Since Spring, a company called “Mevrex” filed three separate DMCA takedown requests claiming that Burgersburg plagiarized their original work on one of their online properties, UNFT News.
A DMCA takedown refers to the 1998 U.S. copyright law known as the Digital Millennium Copyright Act which basically provides copyright holders with a way to remove material that they own from a web host or online platform. Mevrex went through the DMCA takedown service, DMCA.com, to file their takedown complaints. DMCA.com provides customers with a subscription service as low as US$10 a month or a flat fee of US$199 to file a DMCA takedown.
After receiving the third takedown notice from DMCA.com on behalf of “Mevrex,” Substack decided to remove Burgersburg’s newsletter and its archives from the internet.
One problem: The copyright claims were false. Burgersburg did not plagiarize UNFT News’ work. In fact, the opposite happened. UNFT News copy-and-pasted Burgersburg’s reporting verbatim. They then claimed it as their own by simply backdating the post on their website so it appeared on their website as being published before Burgersburg posted it.
DMCA.com did not reply to an inquiry from Mashable.
“It seems unlikely that the service [DMCA.com] knowingly filed a false notice (they were likely deceived too),” Bailer of Plagiarism Today said, noting the issues this brings for the filing company too. “Cases like this cause hosts to understandably mistrust your notices, which causes problems down the road.”
The Burgersburg articles that UNFT News is claiming as their own include “Who Spends US$24 Million On An NFT? Meet Deepak Thapliyal, The CEO From Nowhere,” and “Heidi Klum Owns A Cryptopunk. How It Got To Her Wallet Is A Bit Odd.” Burgersburg originally posted these on his Substack newsletter in February. UNFT News claims they published these pieces first, under the byline “UNFT News.”
Burgersburg originally posted the piece on Deepak Thapliyal on February 14. UNFT News re-posted Burgersburg’s work on their own website under the UNFT News byline and simply backdated the post to February 12. They then issued a DMCA takedown request and submitted the post dates as proof Burgersburg was the plagiarist.
UNFT News repeated this process with the Heidi Klum NFT article which was backdated to Feb. 9. As Burgersburg pointed out, there’s one problem with that publishing date. The UNFT News domain name, unft.news, was not registered until Feb. 10, meaning UNFT News is claiming to have published that piece before their website even existed.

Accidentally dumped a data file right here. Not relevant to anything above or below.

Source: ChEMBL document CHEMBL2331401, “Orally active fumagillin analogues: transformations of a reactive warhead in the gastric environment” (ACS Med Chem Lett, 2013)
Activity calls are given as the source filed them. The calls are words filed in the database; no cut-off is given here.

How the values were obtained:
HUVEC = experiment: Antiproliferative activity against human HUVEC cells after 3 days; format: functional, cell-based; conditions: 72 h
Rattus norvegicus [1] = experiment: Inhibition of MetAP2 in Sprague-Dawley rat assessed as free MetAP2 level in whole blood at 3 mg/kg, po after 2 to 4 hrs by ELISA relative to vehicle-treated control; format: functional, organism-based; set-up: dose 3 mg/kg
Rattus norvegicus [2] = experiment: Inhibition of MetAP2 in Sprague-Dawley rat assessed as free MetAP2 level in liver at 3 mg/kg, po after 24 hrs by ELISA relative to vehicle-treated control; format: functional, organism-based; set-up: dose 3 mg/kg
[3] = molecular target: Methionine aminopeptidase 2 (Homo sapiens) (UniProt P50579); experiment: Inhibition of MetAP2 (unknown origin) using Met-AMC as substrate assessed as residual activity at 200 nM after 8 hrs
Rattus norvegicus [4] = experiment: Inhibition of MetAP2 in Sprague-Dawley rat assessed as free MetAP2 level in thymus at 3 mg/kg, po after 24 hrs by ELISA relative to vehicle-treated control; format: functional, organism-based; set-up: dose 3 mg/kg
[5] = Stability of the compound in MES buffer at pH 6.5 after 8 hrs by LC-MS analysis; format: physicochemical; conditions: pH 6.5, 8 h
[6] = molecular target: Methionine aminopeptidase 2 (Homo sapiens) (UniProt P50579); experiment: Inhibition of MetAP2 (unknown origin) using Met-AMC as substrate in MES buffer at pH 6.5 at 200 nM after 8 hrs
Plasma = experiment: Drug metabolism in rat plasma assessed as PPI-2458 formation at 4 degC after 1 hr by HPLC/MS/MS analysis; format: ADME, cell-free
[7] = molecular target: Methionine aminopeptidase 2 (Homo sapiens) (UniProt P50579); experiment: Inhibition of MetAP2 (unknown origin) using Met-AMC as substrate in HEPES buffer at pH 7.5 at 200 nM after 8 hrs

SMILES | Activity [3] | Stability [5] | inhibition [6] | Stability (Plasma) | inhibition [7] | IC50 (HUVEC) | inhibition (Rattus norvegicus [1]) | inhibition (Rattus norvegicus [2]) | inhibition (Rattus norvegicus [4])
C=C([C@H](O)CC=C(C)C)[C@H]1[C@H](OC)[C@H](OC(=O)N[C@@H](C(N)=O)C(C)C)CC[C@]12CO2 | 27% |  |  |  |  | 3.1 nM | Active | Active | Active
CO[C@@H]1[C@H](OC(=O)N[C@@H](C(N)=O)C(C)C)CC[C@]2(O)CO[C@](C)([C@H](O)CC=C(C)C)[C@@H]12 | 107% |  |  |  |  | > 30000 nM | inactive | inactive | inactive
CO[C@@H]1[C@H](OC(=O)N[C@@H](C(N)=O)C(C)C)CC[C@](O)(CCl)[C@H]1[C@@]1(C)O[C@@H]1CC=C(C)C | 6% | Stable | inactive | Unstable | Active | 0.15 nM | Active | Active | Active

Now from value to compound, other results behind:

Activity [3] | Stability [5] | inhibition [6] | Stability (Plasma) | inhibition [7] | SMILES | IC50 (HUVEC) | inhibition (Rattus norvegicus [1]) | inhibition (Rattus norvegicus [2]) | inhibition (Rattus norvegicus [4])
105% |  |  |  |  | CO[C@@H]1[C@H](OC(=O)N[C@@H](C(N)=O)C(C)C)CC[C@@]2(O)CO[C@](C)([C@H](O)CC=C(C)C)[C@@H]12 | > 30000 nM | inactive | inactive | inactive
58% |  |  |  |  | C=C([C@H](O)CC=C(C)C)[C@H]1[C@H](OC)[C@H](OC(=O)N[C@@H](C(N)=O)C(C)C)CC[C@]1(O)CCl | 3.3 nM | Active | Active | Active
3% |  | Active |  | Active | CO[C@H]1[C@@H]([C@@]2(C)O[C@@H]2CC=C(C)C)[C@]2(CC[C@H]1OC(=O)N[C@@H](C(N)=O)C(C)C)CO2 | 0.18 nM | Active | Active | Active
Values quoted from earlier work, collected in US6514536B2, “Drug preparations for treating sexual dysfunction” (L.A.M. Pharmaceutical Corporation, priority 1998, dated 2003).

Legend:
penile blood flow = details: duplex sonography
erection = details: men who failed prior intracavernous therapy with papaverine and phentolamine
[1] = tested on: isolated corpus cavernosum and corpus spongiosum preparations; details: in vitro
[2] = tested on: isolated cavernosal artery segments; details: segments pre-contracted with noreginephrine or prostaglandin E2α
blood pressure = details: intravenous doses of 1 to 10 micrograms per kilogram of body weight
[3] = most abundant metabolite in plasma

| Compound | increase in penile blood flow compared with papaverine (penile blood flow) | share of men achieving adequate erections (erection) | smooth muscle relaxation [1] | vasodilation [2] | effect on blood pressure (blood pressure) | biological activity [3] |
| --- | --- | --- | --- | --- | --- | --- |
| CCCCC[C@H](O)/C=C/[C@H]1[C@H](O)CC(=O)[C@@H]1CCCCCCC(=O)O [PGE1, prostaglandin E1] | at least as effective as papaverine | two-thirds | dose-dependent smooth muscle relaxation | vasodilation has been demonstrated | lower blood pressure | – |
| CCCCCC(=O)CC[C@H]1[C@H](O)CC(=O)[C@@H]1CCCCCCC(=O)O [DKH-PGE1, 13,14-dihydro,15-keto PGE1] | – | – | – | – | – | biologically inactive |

A Mashable investigation into these claims uncovered archived versions of the UNFT News website on the Internet Archive’s Wayback Machine. UNFT News, which claims to be “a leading online magazine” operated by “4NFT Media, the largest operating NFT Media company,” did not appear to even launch until mid-March 2022. The earliest archived version of the website is from March 19. The archived page from this time period doesn’t show either of the pieces that Burgerberg actually authored.
In fact, looking at archives of the website throughout March 2022, there isn’t much crypto coverage on UNFT News at all. The majority of the UNFT News website in March 2022 included articles dating back to 2016 with titles such as “Top 10 Best Photo Hunt Of Ice Rugby,” “The Great Time For Enjoy City View On Mountain,” and “Outdoor Photo Shooting With Sexy And Beautiful.”
Mevrex, the company that claims to own UNFT News in the DMCA takedown requests, advertises itself online as “a media agency that offers services to more than 200 brands and businesses in over 30+ Countries.” The vast majority of mentions of Mevrex online consist of paid-for press releases and advertorials by the company itself, which says it was founded by a young entrepreneur named Lakshay Jain and is based out of India.
Articles like this one filled UNFT News in March 2022. But the articles they claimed Burgerburg took from them are nowhere to be found
Diving into UNFT News’ social media, it looks like the accounts have received artificially-inflated growth.
UNFT News’ Instagram page, @UNFT, first posted on March 29, 2022. With 244k followers, posts rarely receive more than single-digits worth of likes. Its Facebook Page, which was created 2 days prior, has around 13k followers and receives very little engagement as well. Its YouTube channel has over 280k subscribers, yet not a single uploaded public video appears on its profile page. The UNFT News Twitter account, @UNFT_News, seems to have been suspended sometime in April or May of this year. Archived versions of the Twitter profile appear to show that the account used to be known as @NFTNews and switched usernames sometime in April.
Attempts to reach Mevrex and UNFT News for comment were unsuccessful.
“Absent a lawsuit,” EFF’s Trendacosta explained, “there’s really no deterrence for sending a bad takedown.”
As for Mike Burgersburg and Dirty Bubble Media, Substack has still not restored two of the three posts Mevrex falsely claimed were plagiarized.